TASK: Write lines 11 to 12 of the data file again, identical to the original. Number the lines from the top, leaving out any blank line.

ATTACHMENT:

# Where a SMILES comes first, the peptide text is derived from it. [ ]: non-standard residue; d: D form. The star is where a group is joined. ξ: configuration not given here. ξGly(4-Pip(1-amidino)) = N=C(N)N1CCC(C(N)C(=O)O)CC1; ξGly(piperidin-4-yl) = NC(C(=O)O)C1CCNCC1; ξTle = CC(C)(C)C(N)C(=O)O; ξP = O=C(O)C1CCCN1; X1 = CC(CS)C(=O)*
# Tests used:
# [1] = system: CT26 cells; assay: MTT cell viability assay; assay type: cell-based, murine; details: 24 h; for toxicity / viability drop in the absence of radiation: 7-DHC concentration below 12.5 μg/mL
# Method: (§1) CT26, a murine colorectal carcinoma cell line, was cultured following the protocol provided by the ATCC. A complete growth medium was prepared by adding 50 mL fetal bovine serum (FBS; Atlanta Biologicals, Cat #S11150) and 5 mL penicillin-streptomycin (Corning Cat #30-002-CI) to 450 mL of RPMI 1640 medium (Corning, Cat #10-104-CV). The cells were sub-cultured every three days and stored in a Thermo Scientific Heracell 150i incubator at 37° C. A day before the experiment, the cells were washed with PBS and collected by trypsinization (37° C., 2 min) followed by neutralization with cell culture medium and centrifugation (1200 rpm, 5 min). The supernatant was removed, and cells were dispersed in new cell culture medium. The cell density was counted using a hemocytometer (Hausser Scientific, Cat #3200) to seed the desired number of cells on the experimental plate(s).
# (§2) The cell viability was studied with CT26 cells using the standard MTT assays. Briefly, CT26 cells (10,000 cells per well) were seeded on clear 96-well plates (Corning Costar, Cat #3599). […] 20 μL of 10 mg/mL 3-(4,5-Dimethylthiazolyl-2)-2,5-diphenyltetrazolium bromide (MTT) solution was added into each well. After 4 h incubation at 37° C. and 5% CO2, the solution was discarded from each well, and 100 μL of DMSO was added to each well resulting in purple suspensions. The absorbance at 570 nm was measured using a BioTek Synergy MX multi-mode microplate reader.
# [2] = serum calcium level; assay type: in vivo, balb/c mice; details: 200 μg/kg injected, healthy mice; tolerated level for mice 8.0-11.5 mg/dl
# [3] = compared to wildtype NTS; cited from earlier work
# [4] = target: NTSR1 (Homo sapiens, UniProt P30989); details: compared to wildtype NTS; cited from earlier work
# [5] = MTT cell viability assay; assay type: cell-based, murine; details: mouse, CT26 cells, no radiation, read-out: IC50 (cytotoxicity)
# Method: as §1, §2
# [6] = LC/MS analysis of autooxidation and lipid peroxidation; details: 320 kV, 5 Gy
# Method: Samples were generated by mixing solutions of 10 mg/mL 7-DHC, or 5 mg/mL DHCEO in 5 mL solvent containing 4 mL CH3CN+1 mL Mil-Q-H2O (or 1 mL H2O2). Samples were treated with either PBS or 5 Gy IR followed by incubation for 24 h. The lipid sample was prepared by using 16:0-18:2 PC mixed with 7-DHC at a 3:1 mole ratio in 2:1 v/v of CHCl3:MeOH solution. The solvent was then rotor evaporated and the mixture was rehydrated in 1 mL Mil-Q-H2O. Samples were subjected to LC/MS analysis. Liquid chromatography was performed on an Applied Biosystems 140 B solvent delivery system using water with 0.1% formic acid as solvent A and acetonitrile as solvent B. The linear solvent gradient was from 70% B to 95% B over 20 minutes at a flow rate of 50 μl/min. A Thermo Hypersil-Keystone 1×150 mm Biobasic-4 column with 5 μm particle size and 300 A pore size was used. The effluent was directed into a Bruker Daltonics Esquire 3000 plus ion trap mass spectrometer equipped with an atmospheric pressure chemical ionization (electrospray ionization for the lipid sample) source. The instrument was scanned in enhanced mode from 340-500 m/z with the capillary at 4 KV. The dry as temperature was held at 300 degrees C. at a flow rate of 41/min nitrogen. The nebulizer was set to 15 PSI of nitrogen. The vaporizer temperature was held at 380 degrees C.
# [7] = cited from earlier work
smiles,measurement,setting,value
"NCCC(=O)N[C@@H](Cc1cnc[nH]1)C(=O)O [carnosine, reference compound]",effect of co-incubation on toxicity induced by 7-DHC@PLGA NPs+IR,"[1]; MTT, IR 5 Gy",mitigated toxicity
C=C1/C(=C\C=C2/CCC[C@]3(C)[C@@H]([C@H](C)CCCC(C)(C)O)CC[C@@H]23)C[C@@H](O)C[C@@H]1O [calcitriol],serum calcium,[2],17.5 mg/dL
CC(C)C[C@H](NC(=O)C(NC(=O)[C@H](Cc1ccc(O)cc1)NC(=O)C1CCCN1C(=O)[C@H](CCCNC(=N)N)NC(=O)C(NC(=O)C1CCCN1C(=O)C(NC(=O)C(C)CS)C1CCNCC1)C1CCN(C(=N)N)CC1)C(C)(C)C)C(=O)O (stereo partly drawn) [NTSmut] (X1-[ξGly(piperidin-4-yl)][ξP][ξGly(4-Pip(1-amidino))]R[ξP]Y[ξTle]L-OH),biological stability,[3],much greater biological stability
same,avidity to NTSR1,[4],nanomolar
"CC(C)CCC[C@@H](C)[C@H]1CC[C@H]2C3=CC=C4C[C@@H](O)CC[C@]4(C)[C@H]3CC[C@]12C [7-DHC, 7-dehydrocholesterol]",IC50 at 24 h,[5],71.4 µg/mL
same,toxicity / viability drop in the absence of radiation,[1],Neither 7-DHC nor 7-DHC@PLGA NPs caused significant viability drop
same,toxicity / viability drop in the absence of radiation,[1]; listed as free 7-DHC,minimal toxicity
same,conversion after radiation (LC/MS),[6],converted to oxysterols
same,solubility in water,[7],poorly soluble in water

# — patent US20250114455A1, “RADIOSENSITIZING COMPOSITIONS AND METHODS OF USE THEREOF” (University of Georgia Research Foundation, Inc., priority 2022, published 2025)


# [6] = LC/MS analysis of autooxidation and lipid peroxidation; details: 320 kV, 5 Gy
# Method: Samples were generated by mixing solutions of 10 mg/mL 7-DHC, or 5 mg/mL DHCEO in 5 mL solvent containing 4 mL CH3CN+1 mL Mil-Q-H2O (or 1 mL H2O2). Samples were treated with either PBS or 5 Gy IR followed by incubation for 24 h. The lipid sample was prepared by using 16:0-18:2 PC mixed with 7-DHC at a 3:1 mole ratio in 2:1 v/v of CHCl3:MeOH solution. The solvent was then rotor evaporated and the mixture was rehydrated in 1 mL Mil-Q-H2O. Samples were subjected to LC/MS analysis. Liquid chromatography was performed on an Applied Biosystems 140 B solvent delivery system using water with 0.1% formic acid as solvent A and acetonitrile as solvent B. The linear solvent gradient was from 70% B to 95% B over 20 minutes at a flow rate of 50 μl/min. A Thermo Hypersil-Keystone 1×150 mm Biobasic-4 column with 5 μm particle size and 300 A pore size was used. The effluent was directed into a Bruker Daltonics Esquire 3000 plus ion trap mass spectrometer equipped with an atmospheric pressure chemical ionization (electrospray ionization for the lipid sample) source. The instrument was scanned in enhanced mode from 340-500 m/z with the capillary at 4 KV. The dry as temperature was held at 300 degrees C. at a flow rate of 41/min nitrogen. The nebulizer was set to 15 PSI of nitrogen. The vaporizer temperature was held at 380 degrees C.